By Jack Kim
SEOUL (Reuters) - North Korea named a brother-in-law of leader Kim Jong-il to a powerful military post on Monday and sacked its premier in moves seen as consolidating Kim's grip on power and paving the way for his youngest son to succeed him.
Kim attended a rare session of the rubberstamp parliament, the Supreme People's Assembly, to personally name Jang Song-thaek as vice chairman of the National Defense Commission, the North's KCNA news agency said.
The commission, headed by the "Dear Leader" himself, represents the pinnacle of power in the hermit state.
The second assembly session in two months came amid growing momentum in the international community to punish Pyongyang for the sinking of a South Korean navy corvette in March that killed 46 sailors.
Jang, who had once fallen out of Kim's favor but has since returned to his inner circle, is the husband of the leader's sister, and is viewed as the key figure for ensuring a smooth transfer of power from Kim to one of his sons.
"Jang would be the most trustworthy person to Kim who can establish the foundation for succession to Jong-un," said Park Young-ho of the Korea Institute for National Analysis.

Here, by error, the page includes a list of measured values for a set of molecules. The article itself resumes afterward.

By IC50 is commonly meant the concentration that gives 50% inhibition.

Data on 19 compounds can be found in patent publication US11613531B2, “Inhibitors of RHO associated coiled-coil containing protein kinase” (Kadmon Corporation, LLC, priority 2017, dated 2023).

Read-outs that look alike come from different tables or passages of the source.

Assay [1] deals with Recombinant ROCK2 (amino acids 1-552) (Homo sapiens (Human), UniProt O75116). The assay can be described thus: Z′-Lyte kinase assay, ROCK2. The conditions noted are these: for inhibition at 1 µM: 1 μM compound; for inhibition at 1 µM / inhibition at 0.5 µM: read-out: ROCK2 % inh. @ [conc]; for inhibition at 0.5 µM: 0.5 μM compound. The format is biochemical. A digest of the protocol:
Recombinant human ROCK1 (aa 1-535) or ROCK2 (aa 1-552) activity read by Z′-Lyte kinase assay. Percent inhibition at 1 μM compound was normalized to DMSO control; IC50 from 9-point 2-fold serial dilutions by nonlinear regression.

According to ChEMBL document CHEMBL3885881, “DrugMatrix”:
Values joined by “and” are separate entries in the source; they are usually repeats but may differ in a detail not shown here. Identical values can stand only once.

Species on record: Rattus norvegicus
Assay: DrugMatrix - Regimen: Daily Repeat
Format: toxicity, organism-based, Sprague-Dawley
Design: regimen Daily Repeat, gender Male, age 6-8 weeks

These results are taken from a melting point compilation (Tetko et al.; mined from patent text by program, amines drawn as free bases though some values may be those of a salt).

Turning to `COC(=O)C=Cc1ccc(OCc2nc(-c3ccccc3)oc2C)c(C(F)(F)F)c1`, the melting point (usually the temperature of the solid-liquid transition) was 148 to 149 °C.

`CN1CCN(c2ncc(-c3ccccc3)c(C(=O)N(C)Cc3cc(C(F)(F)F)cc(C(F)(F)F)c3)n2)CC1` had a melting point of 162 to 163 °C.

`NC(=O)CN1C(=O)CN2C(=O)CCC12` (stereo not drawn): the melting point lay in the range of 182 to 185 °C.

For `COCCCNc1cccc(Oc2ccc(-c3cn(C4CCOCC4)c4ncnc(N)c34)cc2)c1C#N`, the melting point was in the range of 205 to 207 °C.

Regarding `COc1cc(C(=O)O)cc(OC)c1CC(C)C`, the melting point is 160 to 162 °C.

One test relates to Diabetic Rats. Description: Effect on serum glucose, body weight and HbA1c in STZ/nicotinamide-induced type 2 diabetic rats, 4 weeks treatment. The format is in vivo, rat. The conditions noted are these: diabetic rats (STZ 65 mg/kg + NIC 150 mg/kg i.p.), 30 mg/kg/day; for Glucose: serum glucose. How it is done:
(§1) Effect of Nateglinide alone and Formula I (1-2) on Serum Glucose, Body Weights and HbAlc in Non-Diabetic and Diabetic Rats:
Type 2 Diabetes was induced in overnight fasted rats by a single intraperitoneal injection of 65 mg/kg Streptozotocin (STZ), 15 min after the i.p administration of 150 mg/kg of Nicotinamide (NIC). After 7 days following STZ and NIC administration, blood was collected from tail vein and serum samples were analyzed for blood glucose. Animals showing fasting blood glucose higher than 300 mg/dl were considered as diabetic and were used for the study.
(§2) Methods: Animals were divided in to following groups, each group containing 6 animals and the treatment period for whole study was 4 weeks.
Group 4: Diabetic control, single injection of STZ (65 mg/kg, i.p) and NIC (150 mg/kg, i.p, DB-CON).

"This is a signal that they will be moving on existing power structures, no innovation or openness or reform."
The parliament also sacked the country's premier, who is considered the top economic official, and replaced him with Choe Yong-rim, a member of the old guard and another confidant of Kim's family who has been in key economic posts.
The dismissal of premier Kim Yong-il is likely linked to a currency revaluation late last year that, according to some media reports, incited widespread public discontent.
Kim, who suffered a stroke in 2008, missed the previous session of the Supreme People's Assembly in April, which amended the country's constitution to strengthen his power.
Some analysts suggested Pyongyang might use the occasion to issue a rebuttal of sanctions imposed by the South over the sinking of the Cheonan corvette.
However, there was no mention of any hardline response to the latest actions by South Korea, which last week took the dispute to the U.N. Security Council, demanding that the North admit to the attack.
The mounting antagonism between the two Koreas, which so far has remained rhetorical, has unnerved global investors, worried about armed conflict breaking out in a region home to the world's second and third biggest economies.
The South Korean and U.S. military are expected to stage a joint exercise later this month, postponed from this week, to test their readiness against aggression from the North.
The South's Defense Ministry declined to confirm a local media report that said the delay was to avoid irritating China, the North's key ally and a Security Council permanent member, and win its crucial support in a vote to censure Pyongyang. (Editing by Tomasz Janowski and Alex Richardson)